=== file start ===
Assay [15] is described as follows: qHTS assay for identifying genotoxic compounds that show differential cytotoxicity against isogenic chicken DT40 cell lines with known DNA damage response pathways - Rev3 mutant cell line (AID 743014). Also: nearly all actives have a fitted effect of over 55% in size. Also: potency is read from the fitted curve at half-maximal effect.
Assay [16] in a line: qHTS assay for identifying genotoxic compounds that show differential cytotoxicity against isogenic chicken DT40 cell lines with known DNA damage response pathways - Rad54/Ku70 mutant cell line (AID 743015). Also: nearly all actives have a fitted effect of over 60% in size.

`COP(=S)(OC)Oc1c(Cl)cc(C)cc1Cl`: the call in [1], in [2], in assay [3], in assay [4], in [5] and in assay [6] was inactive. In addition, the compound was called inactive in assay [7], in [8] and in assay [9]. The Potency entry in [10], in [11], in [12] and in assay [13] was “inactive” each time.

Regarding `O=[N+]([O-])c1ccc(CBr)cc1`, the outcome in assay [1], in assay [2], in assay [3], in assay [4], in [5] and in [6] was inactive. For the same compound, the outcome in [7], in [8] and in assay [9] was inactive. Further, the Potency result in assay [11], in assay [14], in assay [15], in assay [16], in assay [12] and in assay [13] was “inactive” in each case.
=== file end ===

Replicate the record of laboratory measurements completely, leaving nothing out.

Assay [15] is described as follows: qHTS assay for identifying genotoxic compounds that show differential cytotoxicity against isogenic chicken DT40 cell lines with known DNA damage response pathways - Rev3 mutant cell line (AID 743014). Also: nearly all actives have a fitted effect of over 55% in size. Also: potency is read from the fitted curve at half-maximal effect.
Assay [16] in a line: qHTS assay for identifying genotoxic compounds that show differential cytotoxicity against isogenic chicken DT40 cell lines with known DNA damage response pathways - Rad54/Ku70 mutant cell line (AID 743015). Also: nearly all actives have a fitted effect of over 60% in size.

`COP(=S)(OC)Oc1c(Cl)cc(C)cc1Cl`: the call in [1], in [2], in assay [3], in assay [4], in [5] and in assay [6] was inactive. In addition, the compound was called inactive in assay [7], in [8] and in assay [9]. The Potency entry in [10], in [11], in [12] and in assay [13] was “inactive” each time.

Regarding `O=[N+]([O-])c1ccc(CBr)cc1`, the outcome in assay [1], in assay [2], in assay [3], in assay [4], in [5] and in [6] was inactive. For the same compound, the outcome in [7], in [8] and in assay [9] was inactive. Further, the Potency result in assay [11], in assay [14], in assay [15], in assay [16], in assay [12] and in assay [13] was “inactive” in each case.